A hundred years ago, when I was in high school, I read George Orwell’s novel, Nineteen Eighty-Four. In 1949, when it was published, it was satire. Today, it’s reality.
That Big Brother is everywhere already, let there be no doubt. Take your own money out of your own bank account via a bank machine transaction and your picture is taken as you do it. Walk through your workplace at any hour of the day or night and somebody is likely watching you. Stroll across Nathan Phillips Square to the front door of Toronto City Hall or sit down to eat in the Food Court at the Square One shopping centre in Mississauga and you are being videotaped doing it.
I shudder to think about it.
But here’s something that’s worse.
As anybody who’s read the book knows, Winston Smith, the central character of Nineteen Eight-Four, worked in the Ministry of Truth. His job was to rewrite history. People and events that existed previously didn’t, after he got finished with them. Situations, circumstances, happenings – they all disappeared or were changed substantially when Winston Smith "revised" the public record.
That was the part that bothered me more than anything else.
The news today is that this revisionism is going on right under our noses. The government of this country is intent on rewriting history.
(I hasten to say that this has nothing to do with political parties. It doesn’t matter if the federal government is Liberal, Conservative or NDP because it is government itself that is guilty of this crime.)
And why do I sound so alarmist? Allow me to explain.
Once upon a time in this world, tobacco companies could advertise. They can’t do that any more – at least in Canada. Although I find this abhorrent (if governments had any guts, which they don’t, they’d declare tobacco illegal and be done with it), it is the law.
The Targa Newfoundland is a car rally held every September. This year’s event starts Sept. 8 and goes until the 15th. The people who enter are in it for the glory; there’s no prize money. Just medallions and trophies – and bragging rights. Our own Jim Kenzie, who was one of the Targa's founders, will be in it. There is little advertising on the cars and certainly no tobacco sponsorships, which are, after all, illegal. It’s essentially a bunch of people getting together for the enjoyment of motor sport.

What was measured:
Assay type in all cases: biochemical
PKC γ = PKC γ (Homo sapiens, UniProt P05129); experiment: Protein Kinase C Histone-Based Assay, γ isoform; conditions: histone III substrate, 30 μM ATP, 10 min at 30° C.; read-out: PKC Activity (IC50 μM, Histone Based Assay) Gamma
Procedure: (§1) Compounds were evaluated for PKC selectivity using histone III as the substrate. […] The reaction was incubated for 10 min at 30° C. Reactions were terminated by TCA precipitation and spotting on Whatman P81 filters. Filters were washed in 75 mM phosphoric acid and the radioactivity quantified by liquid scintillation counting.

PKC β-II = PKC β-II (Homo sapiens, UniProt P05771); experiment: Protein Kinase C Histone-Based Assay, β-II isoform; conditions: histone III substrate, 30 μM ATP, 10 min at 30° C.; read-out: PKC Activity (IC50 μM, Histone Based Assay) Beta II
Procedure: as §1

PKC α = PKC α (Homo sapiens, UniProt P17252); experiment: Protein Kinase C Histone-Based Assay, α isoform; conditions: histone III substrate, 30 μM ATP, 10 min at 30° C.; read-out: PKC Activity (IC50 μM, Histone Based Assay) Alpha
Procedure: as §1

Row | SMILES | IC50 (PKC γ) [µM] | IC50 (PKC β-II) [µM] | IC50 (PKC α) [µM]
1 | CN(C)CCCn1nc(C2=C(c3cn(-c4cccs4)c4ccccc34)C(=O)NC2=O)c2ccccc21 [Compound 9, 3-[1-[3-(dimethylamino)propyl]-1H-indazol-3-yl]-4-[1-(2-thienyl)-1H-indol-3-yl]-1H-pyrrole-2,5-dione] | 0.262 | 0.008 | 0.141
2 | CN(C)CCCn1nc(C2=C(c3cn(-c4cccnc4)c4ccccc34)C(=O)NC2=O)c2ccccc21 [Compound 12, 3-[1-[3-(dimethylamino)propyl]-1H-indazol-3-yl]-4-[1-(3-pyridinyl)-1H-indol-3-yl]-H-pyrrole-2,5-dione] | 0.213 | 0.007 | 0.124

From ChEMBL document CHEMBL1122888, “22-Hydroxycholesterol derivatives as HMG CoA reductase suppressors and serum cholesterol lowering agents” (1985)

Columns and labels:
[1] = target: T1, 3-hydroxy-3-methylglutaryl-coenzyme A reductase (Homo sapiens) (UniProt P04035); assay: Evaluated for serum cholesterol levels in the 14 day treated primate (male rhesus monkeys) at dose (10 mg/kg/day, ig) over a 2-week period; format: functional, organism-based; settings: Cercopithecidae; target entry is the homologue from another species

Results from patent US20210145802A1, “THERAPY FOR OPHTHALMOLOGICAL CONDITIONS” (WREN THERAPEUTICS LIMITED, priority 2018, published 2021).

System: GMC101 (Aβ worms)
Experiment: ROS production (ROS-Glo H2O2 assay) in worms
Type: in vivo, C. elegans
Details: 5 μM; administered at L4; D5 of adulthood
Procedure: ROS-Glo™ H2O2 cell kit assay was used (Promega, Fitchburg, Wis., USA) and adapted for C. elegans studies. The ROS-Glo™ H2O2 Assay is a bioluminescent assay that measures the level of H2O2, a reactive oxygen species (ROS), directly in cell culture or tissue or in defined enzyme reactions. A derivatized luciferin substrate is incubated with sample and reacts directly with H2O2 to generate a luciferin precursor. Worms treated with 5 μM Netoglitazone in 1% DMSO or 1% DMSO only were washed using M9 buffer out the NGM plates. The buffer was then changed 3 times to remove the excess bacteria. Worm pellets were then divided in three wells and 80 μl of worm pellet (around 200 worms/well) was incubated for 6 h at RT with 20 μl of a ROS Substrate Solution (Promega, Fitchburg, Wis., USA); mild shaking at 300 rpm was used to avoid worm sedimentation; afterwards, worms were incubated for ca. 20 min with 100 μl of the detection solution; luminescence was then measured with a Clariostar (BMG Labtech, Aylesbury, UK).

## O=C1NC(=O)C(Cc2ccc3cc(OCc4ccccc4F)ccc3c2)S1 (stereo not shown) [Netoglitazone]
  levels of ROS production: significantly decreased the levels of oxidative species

Last year, you will recall, there was a mishap. Driver Zahir Rana lost control of his Ferrari and it went into the ocean. He got out but – oh, the horror! – he was photographed looking at his million-dollar car in the water and he was wearing a red Ferrari driving suit that had the word MARLBORO on it. (Watch the video here.)
(You already know where this is going, don’t you?)
When Barrichello drove for the Scuderia, it was sponsored by Philip Morris and it was legal to advertise cigarettes. Rana bought himself a souvenir of that time in racing history. Nothing more.
Somewhere along the line, somebody in Health Canada’s Tobacco Enforcement Office saw the photograph and the video of Zahir Rana wearing that uniform.
Oh-oh. You think we have a problem with guns in this country? That, apparently, pales in significance when compared to the crime committed by Zahir Rana last year when he drove his Ferrari into the Atlantic while wearing a souvenir racing uniform from a bygone era.
In recent weeks, Targa president Bob Giannou has received telephone calls and a letter from a Health Canada official to inform him "of currrent prohibitions regarding the promotion of tobacco products."
The letter goes on to say that you can’t promote tobacco products, which is something Mr. Giannou already knows.
But what that letter really said is this: Any reference to tobacco products whatsoever, even if the reference is historical, is not allowed.
Which means that, over time, threats like this from your government will ensure that any and all references to tobacco, by word or by photograph, will vanish from recorded Canadian history.
Winston Smith is alive and well and working in Ottawa for Health Canada.
Welcome to Nineteen Eight-Four — and you thought it was 2012.